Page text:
Triumph TR3 drawing

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known History of my Triumph TR3

 

Triumph TR3A, commission number TS75519L was born in May of 1960 and sold into the United States as a 1961 model. She came from the factory signal red. She was equipped with the optional black leather upholstery with white piping. She also had a white hood and side curtains.

I have been able to piece together parts of her history from old receipts and made speculations based upon her condition.

By all indications, she was used hard, poorly maintained and spent a lot of time sitting out in the rain during the first 17 years of her existence. As a direct result,she has spent only a few years on the road during her following 20 years.

The oldest documentation I have for her is a pile of receipts from a previous owner, Bud Clark of Scotts Valley California. It appears that Bud owned the Triumph between the fall of 1976 and Fall of 1980.

The car appears to have been a very poorly maintained state when Bud purchased her. During the first six months of ownership, he had the steering worked on, all the hydraulics rebuilt, the fuel tank patched,the radiator patched, the entire exhaust system replaced, the water pump and timing chain replaced. The car had her seats recovered about that time or earlier. She still had her original factory signal red body colour and had to have been heavily rusted.

The last repair receipt I have from the time that Bud owned the car was dated July, 1978 and was for unfreezing the pistons and replacing the rings.

Either the car did not have problems between then and the Fall of 1980 or she was taken off the road.

In the Fall of 1980 the car was purchased by Nelson Herbert of Santa Cruz. Nelson owned the car between Fall 1980 and the Fall of 1986 when I purchased her. I do not know if Nelson drove the car much if any. He took her off the road soon after purchasing her to "restore" her.

The restoration consisted primarily of wire brushing the rust, laying fiber glass over the rust through holes and painting her a Chevy white. The engine bay and boot were painted flat black. The paint was applied three or four years before he sold the car. He could not sort out the various mechanical problems and kept it stored in a garage. Eventually he lost interest and put her up for sale.

Sometime during the summer of 1986, I decided that life was too short not to drive a roadster. After looking around I decided that Triumph produced the best cars that would fit in my limited budget. I started looking around for an affordable Spitfire after coming to the conclusion that the Triumph TRs were out of my price range. During the fall of 1986 I found a TR3 listed for sale in the Hewlett Packard employee paper. I called and made an appointment to see her.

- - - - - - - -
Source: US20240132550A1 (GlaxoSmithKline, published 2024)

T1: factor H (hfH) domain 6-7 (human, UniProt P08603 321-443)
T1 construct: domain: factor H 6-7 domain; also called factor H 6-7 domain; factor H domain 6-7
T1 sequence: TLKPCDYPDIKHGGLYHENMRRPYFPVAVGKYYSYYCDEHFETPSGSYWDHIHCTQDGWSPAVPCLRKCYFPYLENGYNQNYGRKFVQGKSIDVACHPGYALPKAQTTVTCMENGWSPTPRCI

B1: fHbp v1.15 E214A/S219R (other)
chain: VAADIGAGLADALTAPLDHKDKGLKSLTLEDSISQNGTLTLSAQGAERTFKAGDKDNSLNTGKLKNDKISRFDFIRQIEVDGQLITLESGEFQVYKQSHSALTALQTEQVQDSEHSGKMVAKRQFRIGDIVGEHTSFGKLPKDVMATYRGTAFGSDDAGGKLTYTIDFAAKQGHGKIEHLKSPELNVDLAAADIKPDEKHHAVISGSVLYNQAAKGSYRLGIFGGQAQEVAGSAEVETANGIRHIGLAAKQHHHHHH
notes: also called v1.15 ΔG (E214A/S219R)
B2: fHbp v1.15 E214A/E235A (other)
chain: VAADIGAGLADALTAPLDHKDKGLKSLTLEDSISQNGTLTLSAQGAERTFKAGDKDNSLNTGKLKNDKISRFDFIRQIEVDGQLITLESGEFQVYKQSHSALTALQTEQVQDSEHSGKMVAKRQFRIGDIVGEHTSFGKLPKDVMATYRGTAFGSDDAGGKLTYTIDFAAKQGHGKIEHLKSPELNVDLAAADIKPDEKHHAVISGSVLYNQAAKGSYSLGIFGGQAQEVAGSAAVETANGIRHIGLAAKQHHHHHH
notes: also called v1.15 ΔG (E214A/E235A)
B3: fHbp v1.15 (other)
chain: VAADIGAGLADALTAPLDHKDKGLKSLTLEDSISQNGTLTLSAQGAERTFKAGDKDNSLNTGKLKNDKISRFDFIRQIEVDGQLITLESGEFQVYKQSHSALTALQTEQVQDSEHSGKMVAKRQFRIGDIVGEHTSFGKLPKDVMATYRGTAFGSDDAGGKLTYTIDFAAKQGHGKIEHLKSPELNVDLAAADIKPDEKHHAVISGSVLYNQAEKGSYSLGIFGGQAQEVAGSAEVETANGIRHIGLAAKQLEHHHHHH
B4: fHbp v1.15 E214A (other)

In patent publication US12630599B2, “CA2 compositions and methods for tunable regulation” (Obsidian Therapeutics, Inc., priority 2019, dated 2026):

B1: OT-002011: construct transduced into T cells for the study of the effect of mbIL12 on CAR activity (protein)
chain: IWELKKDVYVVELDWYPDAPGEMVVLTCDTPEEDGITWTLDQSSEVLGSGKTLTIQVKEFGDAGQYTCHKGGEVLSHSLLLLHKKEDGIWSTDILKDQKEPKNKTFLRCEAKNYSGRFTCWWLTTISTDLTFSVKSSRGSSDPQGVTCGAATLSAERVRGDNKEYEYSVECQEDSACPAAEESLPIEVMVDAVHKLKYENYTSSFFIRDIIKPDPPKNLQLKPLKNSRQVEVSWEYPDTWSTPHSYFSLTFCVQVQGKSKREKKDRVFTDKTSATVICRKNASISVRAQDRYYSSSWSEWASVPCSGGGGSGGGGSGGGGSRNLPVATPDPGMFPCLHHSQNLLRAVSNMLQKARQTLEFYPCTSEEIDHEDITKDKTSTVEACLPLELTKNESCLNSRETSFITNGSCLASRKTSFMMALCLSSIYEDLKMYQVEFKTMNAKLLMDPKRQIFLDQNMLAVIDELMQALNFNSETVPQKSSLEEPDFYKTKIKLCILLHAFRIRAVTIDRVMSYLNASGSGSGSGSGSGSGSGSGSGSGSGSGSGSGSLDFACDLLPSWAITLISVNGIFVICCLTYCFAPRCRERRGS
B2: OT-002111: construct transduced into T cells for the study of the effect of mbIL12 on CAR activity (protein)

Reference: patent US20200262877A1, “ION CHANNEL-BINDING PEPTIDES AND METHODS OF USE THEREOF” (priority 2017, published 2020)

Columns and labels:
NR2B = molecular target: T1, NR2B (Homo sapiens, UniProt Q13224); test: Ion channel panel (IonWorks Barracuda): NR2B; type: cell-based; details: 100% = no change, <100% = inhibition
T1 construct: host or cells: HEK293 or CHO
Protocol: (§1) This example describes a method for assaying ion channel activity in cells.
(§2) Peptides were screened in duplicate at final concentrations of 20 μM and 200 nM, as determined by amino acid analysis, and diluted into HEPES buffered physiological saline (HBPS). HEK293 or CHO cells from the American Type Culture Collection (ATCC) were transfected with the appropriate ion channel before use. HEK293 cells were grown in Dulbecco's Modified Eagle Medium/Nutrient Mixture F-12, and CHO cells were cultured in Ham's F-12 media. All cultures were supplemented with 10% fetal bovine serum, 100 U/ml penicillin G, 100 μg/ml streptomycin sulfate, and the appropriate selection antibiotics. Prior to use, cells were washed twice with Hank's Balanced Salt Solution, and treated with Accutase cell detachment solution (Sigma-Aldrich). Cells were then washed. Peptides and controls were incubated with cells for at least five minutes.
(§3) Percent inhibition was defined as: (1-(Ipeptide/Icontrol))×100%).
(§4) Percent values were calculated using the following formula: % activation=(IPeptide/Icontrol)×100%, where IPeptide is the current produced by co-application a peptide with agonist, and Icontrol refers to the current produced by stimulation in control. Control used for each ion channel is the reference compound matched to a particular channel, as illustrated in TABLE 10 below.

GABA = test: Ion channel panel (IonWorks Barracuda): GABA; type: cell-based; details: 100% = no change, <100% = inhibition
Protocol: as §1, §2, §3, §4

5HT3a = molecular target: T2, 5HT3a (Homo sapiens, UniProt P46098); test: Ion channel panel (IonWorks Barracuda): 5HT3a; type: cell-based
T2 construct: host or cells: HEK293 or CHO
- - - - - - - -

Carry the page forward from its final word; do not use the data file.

I first saw her sitting in a garage in Scotts Valley. She was coated with a heavy layer of dust and miscellaneous objects. A rock behind a rear wheel kept her from rolling out the driveway. Her interior looked very worn. The side and rear interior trim caps were missing. The paint and body looked near perfect .

According to Nelson, the car had only been out of a garage to move from one house to another since she was painted a few years earlier. He said he didn't know enough to get the engine running reliably and had lost interest over time.

We removed the debris, added some petrol, squirted some ether down the throats of the SUs a fired up the engine. She wouldn't idle except with the choke half out and the idle speed cranked up. The brakes took to two pumps to work. I backed her out of the driveway and took her up and down the street. The gears all seemed to work and the engine seemed OK except for her idle. I noticed that the steering wheel did not return without help.

All it took was a short turn behind the steering wheel looking down her long bonnet. I was hooked bad and found myself madly in love.

US$ 1,000 changed hands and I drove her home grinning from ear to ear. Just as I got home she blew a rear wheel cylinder. I knew I had a lot of work to do on her, but the body was in excellent shape so it wouldn't be too bad.